Does it seem like Christmas comes sooner and sooner each year? As a child, it seemed like Christmas would never get here. As an adult, they seem to come around sooner and sooner. Many middle-aged folks (whatever that means) notice that time seems to be flying by; the years quickly pass. Why is it that time appears to go more quickly as we get older?
There are some recent books that tackle this psychological issue, and while there are a number of theories, the best explanation is that novel experiences seem to slow time perception down. Repetition of events seems to make them go faster. As a child, who has experienced few Christmases, each one brings anticipation and a certain novelty. For the parents (and especially the grandparents), it’s all too familiar – the same old, same old.
I have written about time perception before, and readers have proposed some competing theories. One popular theory maintains that there is a sort of mathematical formula going on that divides our lifetime. As an 8-year-old child, a year is one-eighth of the lifetime – a significant (and memorable) portion; as a 50-year old, it’s only one-fiftieth. But that theory assumes that our brains work like computers, storing every single bit of information, like a filmed, life-long documentary. But that’s not how the brain works.
Perception and memory psychologists argue that memories are a social re-construction, not a literal record like computer files. Not every memory is stored as a distinct event, and the vast majority of our memories of places and times are not accessible.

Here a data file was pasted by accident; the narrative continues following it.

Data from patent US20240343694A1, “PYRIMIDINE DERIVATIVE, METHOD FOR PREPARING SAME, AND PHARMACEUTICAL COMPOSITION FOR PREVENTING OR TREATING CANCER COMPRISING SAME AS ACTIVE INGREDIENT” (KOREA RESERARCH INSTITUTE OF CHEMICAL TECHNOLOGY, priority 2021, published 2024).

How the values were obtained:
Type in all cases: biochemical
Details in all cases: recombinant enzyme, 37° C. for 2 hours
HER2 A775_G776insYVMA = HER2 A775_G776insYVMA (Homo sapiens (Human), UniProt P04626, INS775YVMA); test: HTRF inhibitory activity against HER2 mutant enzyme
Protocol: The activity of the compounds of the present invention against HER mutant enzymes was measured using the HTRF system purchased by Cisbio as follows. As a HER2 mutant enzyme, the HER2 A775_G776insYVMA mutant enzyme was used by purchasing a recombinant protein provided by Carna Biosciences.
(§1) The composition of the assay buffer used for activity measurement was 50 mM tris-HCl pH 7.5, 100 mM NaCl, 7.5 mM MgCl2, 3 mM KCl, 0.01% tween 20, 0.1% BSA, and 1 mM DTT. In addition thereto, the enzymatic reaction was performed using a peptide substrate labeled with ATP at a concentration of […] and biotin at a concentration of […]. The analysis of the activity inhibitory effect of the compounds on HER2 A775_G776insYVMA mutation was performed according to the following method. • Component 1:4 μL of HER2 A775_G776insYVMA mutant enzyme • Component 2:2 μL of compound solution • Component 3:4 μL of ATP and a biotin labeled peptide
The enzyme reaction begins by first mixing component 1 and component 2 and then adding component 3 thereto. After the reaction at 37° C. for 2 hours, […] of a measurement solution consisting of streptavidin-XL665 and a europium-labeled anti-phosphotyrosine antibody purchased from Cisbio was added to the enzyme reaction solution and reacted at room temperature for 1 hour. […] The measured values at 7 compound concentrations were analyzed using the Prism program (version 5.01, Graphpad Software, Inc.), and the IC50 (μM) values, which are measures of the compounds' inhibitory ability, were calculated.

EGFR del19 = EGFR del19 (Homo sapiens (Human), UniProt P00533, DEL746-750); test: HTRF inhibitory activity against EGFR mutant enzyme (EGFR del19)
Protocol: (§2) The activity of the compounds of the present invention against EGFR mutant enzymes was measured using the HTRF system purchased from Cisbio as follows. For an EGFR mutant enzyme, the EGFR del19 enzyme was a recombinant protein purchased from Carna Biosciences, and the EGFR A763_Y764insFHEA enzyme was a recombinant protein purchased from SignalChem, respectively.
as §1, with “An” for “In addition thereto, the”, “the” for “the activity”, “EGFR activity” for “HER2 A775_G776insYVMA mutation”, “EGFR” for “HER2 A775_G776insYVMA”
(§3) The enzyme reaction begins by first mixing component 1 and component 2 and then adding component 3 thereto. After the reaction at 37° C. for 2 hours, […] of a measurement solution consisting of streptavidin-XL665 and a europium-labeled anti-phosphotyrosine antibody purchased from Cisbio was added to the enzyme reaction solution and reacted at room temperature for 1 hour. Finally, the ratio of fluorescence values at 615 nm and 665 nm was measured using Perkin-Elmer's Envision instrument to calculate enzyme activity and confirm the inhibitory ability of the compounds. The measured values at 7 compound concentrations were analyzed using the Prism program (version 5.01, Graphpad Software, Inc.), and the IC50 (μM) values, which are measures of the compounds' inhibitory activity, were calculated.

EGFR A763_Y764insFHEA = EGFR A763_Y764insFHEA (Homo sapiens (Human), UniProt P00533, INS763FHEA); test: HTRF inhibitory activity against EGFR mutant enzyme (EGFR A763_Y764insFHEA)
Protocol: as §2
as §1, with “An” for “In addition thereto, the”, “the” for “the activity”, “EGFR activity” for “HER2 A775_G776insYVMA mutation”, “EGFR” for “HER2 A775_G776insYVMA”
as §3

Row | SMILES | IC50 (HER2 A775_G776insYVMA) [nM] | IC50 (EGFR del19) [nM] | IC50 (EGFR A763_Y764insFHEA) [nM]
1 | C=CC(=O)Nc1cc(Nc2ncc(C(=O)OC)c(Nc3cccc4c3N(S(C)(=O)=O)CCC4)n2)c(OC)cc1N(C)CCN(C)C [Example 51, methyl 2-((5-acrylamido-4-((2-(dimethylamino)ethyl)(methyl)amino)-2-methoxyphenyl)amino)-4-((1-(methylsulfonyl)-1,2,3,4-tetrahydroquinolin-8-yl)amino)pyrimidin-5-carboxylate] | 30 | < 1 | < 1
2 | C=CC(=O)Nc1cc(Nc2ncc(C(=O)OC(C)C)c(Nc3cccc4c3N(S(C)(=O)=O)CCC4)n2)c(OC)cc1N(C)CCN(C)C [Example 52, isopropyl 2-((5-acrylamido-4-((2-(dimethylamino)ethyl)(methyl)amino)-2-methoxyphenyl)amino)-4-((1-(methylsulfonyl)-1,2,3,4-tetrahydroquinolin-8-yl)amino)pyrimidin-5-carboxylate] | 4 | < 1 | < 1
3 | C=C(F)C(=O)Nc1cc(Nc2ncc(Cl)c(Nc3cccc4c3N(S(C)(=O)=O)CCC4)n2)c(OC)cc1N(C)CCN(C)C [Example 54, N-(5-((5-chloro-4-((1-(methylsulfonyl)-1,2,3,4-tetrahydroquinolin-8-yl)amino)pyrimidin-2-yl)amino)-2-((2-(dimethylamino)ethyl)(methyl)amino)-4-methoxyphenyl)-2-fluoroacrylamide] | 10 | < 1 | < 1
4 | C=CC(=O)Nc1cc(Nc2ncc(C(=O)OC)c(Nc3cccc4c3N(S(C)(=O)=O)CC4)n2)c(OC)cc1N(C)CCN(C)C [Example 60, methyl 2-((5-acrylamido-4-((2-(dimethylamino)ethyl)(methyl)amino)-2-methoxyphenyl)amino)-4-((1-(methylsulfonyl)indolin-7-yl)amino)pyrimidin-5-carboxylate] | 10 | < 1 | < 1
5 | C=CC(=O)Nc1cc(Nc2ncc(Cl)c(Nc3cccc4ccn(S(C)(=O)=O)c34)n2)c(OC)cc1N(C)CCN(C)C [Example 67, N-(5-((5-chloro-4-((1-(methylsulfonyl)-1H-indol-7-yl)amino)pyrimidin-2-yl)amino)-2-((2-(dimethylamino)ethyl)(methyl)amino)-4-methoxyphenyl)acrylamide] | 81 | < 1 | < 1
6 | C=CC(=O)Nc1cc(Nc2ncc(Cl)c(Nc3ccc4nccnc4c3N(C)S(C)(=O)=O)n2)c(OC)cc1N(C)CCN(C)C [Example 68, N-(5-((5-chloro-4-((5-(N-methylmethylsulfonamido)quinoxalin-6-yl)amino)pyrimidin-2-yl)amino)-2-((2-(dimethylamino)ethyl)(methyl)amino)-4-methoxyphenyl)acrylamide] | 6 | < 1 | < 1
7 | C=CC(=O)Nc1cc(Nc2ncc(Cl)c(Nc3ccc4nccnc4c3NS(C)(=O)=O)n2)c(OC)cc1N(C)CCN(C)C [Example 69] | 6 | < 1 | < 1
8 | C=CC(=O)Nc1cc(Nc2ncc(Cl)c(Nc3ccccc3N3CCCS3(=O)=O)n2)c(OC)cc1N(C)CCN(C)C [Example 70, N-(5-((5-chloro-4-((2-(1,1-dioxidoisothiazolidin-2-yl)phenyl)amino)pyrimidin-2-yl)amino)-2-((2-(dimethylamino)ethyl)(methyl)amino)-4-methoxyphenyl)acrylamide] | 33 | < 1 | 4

Here’s another example: The first time you drive to a distant locale, it seems like it takes forever (remember that first weekend getaway, or commuting trip the first day of the new job?). As you repeat the drive, over and over, the time flies by, and you can’t recall any specific trip, unless something “memorable” happens. A really long traffic jam; a fender bender; etc. Or, the first day of a two-week beachside vacation seems to go on and on, a long, and enjoyable experience (“Wow, I’ve got two whole weeks of this!”). But before you know it, you're packing for home.
So what is the key to time perception? Routine makes time go faster, unique and memorable events slow down time. Although there is comfort in routine, it does make time fly. So, if you want to “slow down” time, and make your Christmases (or your every day) last longer, change the routine. Create unique experiences for each one. You can also engage in greater mindfulness – focusing on and savoring each passing moment. The old adage of “live for the moment” is the key to slowing down those quickly passing years.
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Two good books on time perception are “Why Life Speeds Up As You Get Older: How Memory Shapes our Past” by Douwe Draaisma, and Philip Zimbardo’s and John Boyd’s “The Time Paradox.”
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